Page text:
When asked about support for contraceptives and family planning in an interview last week, Ms. Oda said: "In order to maintain our focus, again our focus is on maternal and child health and mortality rates.
"We want to make sure that mothers, pregnant women, are healthy and can have safe births, and that the birthing process is made safer because if you look at the number of births during the actual birthing process, that's where a number of maternal deaths happen," she added.
"We also want to make sure when babies are born, they are born as healthy as possible so that they can live through their early age, up to the age of five, with as strong and good health as possible."
Oda's unwavering inability to concede on contraception has been repeated by Status of Women Minister Helena Guergis and just the other day by Foreign Affairs Minister Lawrence Cannon.
It's been a political firestorm, which got diverted by the abortion debate -- which took the focus off contraception, a necessary component of any maternal healthcare program.
Extraordinary events in Canada over the last couple of days with the potential to embarrass mightily the G8, meeting in Ontario in late June. The host government's "legacy initiative" is on maternal and child health. The entire GB is expected to sign up to a package intended to save the lives of women and their dependent young children. But - and prepare to rub your eyes now - Stephen Harper and his ministers appear to want to exclude family planning from it. And it's not even just unsafe abortion (which kills thousands every year) that appears to be in their minds.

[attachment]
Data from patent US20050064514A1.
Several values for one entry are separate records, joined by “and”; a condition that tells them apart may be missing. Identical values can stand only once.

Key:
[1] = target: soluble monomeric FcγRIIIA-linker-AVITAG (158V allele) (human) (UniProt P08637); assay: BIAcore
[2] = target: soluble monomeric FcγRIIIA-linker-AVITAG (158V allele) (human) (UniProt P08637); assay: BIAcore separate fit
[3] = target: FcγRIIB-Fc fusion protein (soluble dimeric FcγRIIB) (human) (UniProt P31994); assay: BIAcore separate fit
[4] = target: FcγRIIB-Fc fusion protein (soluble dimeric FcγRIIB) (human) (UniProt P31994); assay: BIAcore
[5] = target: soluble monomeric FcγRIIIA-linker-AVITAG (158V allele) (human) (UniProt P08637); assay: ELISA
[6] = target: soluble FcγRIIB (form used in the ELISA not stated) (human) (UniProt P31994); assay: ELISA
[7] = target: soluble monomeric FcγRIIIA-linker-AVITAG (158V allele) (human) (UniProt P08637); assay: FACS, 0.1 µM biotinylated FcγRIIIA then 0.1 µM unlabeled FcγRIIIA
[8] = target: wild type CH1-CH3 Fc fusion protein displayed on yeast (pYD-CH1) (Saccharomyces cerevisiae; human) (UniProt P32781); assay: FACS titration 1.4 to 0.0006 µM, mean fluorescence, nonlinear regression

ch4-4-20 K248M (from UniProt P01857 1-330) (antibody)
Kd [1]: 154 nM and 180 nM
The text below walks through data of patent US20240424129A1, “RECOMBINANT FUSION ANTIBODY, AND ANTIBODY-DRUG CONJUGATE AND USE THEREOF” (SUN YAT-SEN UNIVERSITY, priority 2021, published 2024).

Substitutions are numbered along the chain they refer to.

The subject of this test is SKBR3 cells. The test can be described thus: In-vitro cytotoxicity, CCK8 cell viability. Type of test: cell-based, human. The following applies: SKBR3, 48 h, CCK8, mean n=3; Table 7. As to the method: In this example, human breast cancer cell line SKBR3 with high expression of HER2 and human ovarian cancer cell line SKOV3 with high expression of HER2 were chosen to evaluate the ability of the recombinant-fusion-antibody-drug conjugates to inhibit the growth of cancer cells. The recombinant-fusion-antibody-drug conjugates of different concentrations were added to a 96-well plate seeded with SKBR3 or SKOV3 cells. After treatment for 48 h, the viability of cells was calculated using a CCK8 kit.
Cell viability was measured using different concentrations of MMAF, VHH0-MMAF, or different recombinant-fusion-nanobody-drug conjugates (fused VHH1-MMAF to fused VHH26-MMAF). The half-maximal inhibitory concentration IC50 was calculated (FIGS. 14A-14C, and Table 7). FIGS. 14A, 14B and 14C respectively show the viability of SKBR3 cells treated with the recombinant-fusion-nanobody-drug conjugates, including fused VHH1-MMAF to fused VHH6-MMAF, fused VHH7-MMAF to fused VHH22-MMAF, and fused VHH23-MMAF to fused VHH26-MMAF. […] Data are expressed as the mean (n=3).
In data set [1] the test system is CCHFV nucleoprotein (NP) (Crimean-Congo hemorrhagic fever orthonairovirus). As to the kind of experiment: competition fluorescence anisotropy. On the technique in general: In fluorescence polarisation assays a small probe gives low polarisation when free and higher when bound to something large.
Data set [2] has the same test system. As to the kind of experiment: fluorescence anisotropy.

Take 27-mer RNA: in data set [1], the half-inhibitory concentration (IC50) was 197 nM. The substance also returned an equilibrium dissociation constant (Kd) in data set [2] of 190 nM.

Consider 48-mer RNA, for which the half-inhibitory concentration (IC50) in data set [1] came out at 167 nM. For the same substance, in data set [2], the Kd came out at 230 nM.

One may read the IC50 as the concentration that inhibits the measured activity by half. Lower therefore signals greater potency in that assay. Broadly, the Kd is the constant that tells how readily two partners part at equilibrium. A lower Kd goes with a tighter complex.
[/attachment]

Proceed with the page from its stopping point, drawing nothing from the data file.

“We are not closing doors against any options including contraception. But we do not want a debate here or elsewhere on abortion.”
So why did you allow your ministers to say what they did for as long and as often as they did?
Here is today's column, in toto, with some added linkage.
Did Prime Minister Stephen Harper put a condom instead of a thinking cap on his head when, two months ago, he announced his now internationally ridiculed policy on "maternal and child health" that he's going to promote at the coming G8 summit?
How else to explain his intransigence on women's access to family planning – as if a mother's ability to have no more babies than she can feed, clothe and protect has nothing to do with either's health?
Has he never heard the expression AIDS orphan? Obstetric fistula? High-risk pregnancy?
And we're not even talking about abortion here. This is about the pill, IUDs, diaphragms – and education.
For all the statistics Harper has spouted on the 2 million women and children who die every year due to lack of proper care during pregnancy and delivery, has he not looked at a medical book instead of the Good Book?
Because, make no mistake, his dismissal of good maternal health practice is purely ideological, not gynecological.
Consider the support this contraception-free initiative has received from religious groups that are anti-reproductive rights.
For example, both the hardline LifeSiteNews and R.E.A.L. Women of Canada, which back every anti-choice move any Conservative MP makes, no matter how unscientific or misogynistic, are cheering on this "maternal health" policy.
Never mind that doctors and medical groups, not to mention health workers in the field, contradict the HarperCon position.